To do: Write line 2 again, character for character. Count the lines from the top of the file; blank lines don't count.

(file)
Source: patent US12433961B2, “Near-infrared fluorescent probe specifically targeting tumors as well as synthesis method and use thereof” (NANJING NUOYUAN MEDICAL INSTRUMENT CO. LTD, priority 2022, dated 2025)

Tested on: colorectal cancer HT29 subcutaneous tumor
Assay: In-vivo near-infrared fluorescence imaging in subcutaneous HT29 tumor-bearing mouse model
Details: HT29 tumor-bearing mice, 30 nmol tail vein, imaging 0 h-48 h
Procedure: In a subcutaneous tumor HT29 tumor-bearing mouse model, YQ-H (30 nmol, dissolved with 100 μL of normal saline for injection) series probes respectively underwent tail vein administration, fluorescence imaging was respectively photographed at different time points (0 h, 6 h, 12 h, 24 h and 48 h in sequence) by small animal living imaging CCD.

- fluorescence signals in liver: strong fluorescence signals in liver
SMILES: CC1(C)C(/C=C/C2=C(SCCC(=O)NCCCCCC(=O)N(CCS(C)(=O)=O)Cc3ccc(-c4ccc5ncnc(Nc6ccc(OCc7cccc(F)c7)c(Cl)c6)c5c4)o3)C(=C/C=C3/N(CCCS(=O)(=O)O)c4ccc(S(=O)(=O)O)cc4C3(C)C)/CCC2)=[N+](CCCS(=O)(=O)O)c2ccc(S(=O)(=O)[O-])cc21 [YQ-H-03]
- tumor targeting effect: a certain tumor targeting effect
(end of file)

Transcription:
Tested on: colorectal cancer HT29 subcutaneous tumor